And conservatives—including the likes of Ted Cruz and Marco Rubio — oppose universal standards for more academic rigor like the Common Core.

The future lies in educating Americans, not to be angry about false injustice or an omnipresent state, but rather to build and teach the machines that will do the work that has burdened humanity since the first branch was shaped into a hunting implement.

Without young people trained and encouraged to do that sophisticated work, the locus of prosperity will permanently shift from America to Asia.

There, pragmatic leaders urge children to study engineering, not the personal and institutional hobbyhorses peddled by pious academics and deceitful politicians.

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About Peter Morici

Peter Morici is a professor of international business at the University of Maryland in College Park. [United States]

Responses to “Why Good U.S. Jobs Are Too Few and Wages So Poor”

Archived Comments.

  1. On January 8, 2016 at 10:14 am Jan Morgan responded with... #

    This is an excellent and timely article, for Canadians as well as Americans.
    However, I do disagree strongly with its conclusions!
    Throughout history, new inventions and machines have eliminated jobs. However, until now there were always other jobs and opportunities for workers.
    We have reached a turning point. Although there will be many interesting employment opportunities and work in the “caring” professions, there is lots of evidence to establish that a sizeable minority – growing as technology grows – will not be employable.
    A growing proportion of the population may be “self employed” in various interesting ways, and volunteer usefully in their communities, but they will not be able to “earn” an income. Many countries are now beginning to accept that society will have to provide a “guaranteed minimal income” to all its poor and unemployed citizens.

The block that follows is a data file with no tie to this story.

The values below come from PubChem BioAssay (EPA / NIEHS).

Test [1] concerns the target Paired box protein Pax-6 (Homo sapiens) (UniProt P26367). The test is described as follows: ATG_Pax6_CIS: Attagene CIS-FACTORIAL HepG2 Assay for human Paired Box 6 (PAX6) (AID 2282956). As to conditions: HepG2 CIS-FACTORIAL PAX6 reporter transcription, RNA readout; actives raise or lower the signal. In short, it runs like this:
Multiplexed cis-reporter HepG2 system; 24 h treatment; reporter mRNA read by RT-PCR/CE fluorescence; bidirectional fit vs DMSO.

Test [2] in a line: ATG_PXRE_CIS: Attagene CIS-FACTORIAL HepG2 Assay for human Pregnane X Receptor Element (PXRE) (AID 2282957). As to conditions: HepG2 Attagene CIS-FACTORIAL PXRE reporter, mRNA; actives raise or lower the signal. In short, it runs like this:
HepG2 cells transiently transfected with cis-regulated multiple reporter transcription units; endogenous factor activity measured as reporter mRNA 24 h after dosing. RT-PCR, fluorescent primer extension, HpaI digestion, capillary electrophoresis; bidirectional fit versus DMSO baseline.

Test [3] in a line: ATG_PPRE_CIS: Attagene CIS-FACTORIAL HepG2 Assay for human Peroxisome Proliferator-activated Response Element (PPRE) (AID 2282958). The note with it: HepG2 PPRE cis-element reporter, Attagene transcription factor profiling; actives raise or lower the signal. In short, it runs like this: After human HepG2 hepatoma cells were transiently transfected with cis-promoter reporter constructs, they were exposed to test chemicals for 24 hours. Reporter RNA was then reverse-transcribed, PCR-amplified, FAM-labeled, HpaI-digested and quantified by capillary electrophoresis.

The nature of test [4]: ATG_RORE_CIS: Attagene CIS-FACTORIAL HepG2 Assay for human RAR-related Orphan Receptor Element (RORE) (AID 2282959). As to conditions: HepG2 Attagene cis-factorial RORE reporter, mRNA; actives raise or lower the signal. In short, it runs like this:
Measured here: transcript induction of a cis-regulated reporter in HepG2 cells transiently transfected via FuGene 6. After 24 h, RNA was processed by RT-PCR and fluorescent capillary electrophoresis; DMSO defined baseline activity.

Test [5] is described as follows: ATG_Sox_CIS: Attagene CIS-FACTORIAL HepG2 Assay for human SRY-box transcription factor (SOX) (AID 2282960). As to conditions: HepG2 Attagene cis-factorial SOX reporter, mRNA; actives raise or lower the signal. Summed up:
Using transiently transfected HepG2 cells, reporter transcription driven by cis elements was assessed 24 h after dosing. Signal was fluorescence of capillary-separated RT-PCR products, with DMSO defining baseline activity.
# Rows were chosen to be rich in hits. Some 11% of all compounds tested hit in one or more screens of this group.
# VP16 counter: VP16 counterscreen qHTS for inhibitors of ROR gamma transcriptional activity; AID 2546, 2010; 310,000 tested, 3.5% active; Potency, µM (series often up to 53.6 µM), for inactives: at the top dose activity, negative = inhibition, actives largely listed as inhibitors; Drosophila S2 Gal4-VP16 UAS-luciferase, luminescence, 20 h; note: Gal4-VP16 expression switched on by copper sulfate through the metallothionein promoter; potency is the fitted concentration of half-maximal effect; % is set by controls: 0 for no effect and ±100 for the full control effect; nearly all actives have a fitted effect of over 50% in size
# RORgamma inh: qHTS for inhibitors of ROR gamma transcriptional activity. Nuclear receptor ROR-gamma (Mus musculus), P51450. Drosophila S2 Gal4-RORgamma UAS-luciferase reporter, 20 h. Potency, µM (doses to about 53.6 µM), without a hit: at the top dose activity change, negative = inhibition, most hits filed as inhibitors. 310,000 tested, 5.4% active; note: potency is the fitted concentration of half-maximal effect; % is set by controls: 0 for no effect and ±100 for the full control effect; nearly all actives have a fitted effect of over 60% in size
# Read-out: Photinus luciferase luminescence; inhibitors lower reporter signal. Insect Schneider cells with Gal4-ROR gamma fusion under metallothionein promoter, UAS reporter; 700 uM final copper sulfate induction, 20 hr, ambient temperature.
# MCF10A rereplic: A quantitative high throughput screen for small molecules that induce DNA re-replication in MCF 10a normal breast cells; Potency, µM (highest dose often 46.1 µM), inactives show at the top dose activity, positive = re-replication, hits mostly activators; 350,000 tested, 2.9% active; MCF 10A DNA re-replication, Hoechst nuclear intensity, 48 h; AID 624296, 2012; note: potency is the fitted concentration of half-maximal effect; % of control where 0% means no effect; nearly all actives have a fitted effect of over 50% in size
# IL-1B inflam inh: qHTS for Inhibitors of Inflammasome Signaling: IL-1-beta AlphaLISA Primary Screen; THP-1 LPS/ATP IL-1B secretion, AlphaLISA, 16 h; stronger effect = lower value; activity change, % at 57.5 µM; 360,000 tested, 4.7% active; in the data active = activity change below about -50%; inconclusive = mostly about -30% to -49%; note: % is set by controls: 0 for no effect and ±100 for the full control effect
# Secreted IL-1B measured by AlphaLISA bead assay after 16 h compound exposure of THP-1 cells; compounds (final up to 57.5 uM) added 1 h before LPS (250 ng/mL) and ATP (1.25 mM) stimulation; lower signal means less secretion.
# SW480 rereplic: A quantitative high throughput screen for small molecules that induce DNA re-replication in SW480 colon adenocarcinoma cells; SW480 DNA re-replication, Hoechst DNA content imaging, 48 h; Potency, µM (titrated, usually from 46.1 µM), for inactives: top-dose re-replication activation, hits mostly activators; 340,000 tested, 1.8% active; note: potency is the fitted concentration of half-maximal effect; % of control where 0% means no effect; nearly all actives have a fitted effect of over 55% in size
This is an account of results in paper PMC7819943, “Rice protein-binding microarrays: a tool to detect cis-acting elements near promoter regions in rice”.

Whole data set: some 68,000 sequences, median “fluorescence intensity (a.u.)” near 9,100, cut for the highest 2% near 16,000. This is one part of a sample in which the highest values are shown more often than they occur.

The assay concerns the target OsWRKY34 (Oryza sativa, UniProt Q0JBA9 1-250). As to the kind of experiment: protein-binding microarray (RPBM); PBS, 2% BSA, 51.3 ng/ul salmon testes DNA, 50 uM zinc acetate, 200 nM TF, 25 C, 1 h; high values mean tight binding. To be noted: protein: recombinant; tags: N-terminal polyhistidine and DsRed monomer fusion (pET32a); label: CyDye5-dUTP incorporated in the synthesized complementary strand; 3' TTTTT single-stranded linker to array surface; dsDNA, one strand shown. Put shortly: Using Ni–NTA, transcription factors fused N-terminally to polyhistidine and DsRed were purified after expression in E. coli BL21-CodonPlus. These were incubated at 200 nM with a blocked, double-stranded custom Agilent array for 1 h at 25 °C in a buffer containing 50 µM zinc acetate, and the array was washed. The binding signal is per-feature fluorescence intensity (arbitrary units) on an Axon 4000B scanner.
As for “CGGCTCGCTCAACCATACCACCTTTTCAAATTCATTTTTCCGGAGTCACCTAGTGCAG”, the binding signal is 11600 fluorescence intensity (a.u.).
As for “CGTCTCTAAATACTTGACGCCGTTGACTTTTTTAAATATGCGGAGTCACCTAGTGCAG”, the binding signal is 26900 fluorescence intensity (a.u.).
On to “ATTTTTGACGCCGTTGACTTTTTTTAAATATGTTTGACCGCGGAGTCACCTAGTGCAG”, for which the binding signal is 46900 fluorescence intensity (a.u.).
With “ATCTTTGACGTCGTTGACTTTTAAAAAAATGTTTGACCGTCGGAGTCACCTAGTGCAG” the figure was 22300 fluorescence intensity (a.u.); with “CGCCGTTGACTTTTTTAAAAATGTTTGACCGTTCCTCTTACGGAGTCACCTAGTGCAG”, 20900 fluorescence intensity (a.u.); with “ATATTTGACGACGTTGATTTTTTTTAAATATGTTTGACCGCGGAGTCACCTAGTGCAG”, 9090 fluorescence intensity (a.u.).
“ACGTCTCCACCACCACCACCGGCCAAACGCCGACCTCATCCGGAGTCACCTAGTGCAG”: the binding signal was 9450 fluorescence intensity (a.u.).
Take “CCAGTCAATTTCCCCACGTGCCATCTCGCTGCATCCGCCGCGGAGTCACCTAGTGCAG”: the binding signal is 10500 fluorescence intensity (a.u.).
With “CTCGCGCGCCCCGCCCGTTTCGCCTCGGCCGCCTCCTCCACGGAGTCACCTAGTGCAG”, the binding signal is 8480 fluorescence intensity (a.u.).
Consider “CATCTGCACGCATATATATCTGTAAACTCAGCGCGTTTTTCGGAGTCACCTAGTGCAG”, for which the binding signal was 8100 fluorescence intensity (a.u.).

In January, 2015, the Fraser Institute, a conservative Canadian think tank, carried out an extensive study of the Guaranteed Annual Income, and concluded that it was substantially less expensive than the present costs in Canada for the poorest sector of our population.
    I expect that by 2030 most of the world will have implemented some such system to eliminate world poverty. It’s about time!

  2. On January 8, 2016 at 11:31 am hhour responded with... #

    I fully agree with your conclusion.

  3. On January 8, 2016 at 3:42 pm Evangelical2 responded with... #

    It’s annoying that people think there will always be more jobs. The US practiced slavery…if you think of the slaves as automation then you get the exact same scenario without the human tragedy.

    When machines can do the work of humans we have a choice.

    Either 1% owns all the capital and the rest live like the “poor white trash” of the south, subsistence farming and bitter hateful of their condition.

    Or we do away with an economic system where work is the primary means of aealth redistribution.

  4. On January 8, 2016 at 6:03 pm Adam Kassur responded with... #

    Look around you. The types of jobs companies produce are 90% garbage! These jobs are about forced psychological productive results but nothing in return. Companies are also getting desperate to find more and more low critical thinking drone humans to do these jobs without questioning why their wages are so low. That is why immigration is getting out of control, because most corporations do not care about the human variable in business and will instead exploit to the best of their abilities at everyone else’s expense. Wages are EPIDEMICALLY suicidally low! Yet they still will not raise them to what should be around the $20 – $24 / Hour range (starting at a high school level education). The world global economic system is about to IMPLODE!